Extreme Sports for Adrenaline Junkies
Think of extreme sports, and images of daredevils performing risky manoeuvre and death defying stunts often comes to mind. But with extreme sports becoming more accessible and mainstream, you don’t have to be a daredevil to give one a try.If you find conventional sports too mundane and repetitive, and who like the challenge of problem solving and living on the edge, extreme sports may just be the thing for you.
What are extreme sports?
Extreme sports are events characterised by high speed and high risk, with an element of danger involved that give participants an adrenaline rush. They can take place on land, in the air or on water. Some are individual sports like skateboarding, BMX and motorcross. Others like outdoor climbing can be done in teams. Here are some examples:
A parasail is a special parachute with winglike extensions that lifts a rider in its harness up and through the air when towed by an automobile or motorboat. In parasailing, the parasail is attached to a long tow rope, which is pulled along by a speeding form of transportation. When the speed exceeds the stalling speed, the parasail rises, hoisting the pilot up into the air.
Rock climbing is an activity in which participants climb up, down or across natural rock formations or artificial rock walls. Climbing is all about strength, balance and being creative in learning to overcome obstacles. It’s a whole-body exercise which involves the entire upper body right down to the legs and torso. Rock climbing has been separated into several different styles because of the wide range and variety of rock formations around the world.
BASE jumping uses a parachute to jump from a fixed position. The acronym stands for the four categories of fixed object :
- Antenna (an uninhabited tower such as an aerial mast)
- Span (a bridge, arch or dome)
- Earth (a cliff or other natural formation)
Base jumping the parachutes are designed to open more quickly and at lower airspeeds than normal parachutes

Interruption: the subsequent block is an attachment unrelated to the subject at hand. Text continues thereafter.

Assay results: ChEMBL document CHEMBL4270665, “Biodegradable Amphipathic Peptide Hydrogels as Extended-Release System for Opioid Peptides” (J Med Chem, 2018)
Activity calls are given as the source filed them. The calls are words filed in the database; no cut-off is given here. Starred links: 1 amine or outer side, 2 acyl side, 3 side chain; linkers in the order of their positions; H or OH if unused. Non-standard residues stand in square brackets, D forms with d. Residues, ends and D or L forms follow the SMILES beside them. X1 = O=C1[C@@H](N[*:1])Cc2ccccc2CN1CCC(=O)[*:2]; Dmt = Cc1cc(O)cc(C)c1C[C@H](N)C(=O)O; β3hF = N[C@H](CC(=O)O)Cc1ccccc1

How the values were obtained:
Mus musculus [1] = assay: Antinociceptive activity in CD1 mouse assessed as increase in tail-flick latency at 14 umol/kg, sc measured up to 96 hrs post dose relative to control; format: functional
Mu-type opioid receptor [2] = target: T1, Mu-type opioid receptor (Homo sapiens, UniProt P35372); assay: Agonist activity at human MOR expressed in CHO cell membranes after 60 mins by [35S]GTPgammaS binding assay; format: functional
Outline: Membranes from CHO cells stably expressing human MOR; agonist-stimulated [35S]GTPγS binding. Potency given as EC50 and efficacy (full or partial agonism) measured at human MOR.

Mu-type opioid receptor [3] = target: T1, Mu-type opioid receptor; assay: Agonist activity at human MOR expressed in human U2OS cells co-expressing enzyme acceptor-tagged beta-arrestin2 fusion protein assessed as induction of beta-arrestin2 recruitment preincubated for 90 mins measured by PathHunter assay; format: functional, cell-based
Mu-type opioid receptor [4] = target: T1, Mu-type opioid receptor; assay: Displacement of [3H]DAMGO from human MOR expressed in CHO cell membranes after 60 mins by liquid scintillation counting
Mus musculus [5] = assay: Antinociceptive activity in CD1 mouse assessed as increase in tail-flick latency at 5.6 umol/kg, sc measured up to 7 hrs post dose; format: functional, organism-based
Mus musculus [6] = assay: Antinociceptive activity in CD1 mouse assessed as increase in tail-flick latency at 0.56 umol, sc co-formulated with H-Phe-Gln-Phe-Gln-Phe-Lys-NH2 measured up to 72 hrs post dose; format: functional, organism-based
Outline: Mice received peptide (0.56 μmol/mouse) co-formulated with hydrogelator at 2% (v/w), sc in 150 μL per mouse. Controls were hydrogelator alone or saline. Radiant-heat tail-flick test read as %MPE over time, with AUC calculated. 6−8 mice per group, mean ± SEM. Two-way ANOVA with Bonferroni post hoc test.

Sky Diving and Parachuting
Some say this sport is the closest a person can get to flying like a bird, and is the one of the most recognisable extreme sports. And contrary to popular belief, parachuting is not as dangerous as you might think with less than one fatality per 150,000 thousand jumps.
A typical jump is freefalling from 4,000m with the parachute opening at 2,500m. For a beginner’s first jump, you can tandem jump whereby you’re attached to your instructor. Basic skills include safety, free fall manoeuvres, parachute operation and how to land.
Abseiling, or rappelling as it is called by many mountaineers, is sliding down a rope under controlled conditions. The term comes from the German word “abseilen,” which translates as “top rope down.”
It’s a technique used by people who are rock climbing, caving, canyoneering and mountaineering to get down steep cliffs or even man-made objects, such as buildings or bridges.
Benefits of extreme sports
Age aint nothing but a number
There are many avid extreme sports enthusiasts in their 40’s and 50’s as well as teenagers or younger who take part in a variety of extreme sports.
Improves your world view
Team sports such as caving and rock climbing required high levels of teamwork and trust between participants. It’s not surprising then that some of the deepest relationships can be made through bonding with your extreme sports teammates. This can improve your relationships with people in general and your interpersonal skills.